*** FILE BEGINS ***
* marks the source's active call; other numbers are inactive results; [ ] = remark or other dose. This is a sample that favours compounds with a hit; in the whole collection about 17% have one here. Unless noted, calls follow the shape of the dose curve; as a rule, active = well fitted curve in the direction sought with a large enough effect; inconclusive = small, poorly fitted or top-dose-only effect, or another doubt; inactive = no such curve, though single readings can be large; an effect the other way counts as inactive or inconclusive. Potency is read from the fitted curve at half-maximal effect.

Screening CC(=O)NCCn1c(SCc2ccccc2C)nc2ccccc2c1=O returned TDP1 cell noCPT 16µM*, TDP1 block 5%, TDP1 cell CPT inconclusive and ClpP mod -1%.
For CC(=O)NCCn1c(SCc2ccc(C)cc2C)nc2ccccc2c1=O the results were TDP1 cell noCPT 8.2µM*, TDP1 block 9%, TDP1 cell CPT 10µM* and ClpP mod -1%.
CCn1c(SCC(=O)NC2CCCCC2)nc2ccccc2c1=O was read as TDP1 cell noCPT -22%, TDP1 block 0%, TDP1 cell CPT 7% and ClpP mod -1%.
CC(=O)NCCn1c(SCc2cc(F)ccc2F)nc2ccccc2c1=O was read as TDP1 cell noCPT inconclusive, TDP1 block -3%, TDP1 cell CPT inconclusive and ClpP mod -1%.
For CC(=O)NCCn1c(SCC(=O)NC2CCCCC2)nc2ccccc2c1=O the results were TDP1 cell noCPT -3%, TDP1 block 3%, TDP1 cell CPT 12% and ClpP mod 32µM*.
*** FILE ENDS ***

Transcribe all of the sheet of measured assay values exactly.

* marks the source's active call; other numbers are inactive results; [ ] = remark or other dose. This is a sample that favours compounds with a hit; in the whole collection about 17% have one here. Unless noted, calls follow the shape of the dose curve; as a rule, active = well fitted curve in the direction sought with a large enough effect; inconclusive = small, poorly fitted or top-dose-only effect, or another doubt; inactive = no such curve, though single readings can be large; an effect the other way counts as inactive or inconclusive. Potency is read from the fitted curve at half-maximal effect.

Screening CC(=O)NCCn1c(SCc2ccccc2C)nc2ccccc2c1=O returned TDP1 cell noCPT 16µM*, TDP1 block 5%, TDP1 cell CPT inconclusive and ClpP mod -1%.
For CC(=O)NCCn1c(SCc2ccc(C)cc2C)nc2ccccc2c1=O the results were TDP1 cell noCPT 8.2µM*, TDP1 block 9%, TDP1 cell CPT 10µM* and ClpP mod -1%.
CCn1c(SCC(=O)NC2CCCCC2)nc2ccccc2c1=O was read as TDP1 cell noCPT -22%, TDP1 block 0%, TDP1 cell CPT 7% and ClpP mod -1%.
CC(=O)NCCn1c(SCc2cc(F)ccc2F)nc2ccccc2c1=O was read as TDP1 cell noCPT inconclusive, TDP1 block -3%, TDP1 cell CPT inconclusive and ClpP mod -1%.
For CC(=O)NCCn1c(SCC(=O)NC2CCCCC2)nc2ccccc2c1=O the results were TDP1 cell noCPT -3%, TDP1 block 3%, TDP1 cell CPT 12% and ClpP mod 32µM*.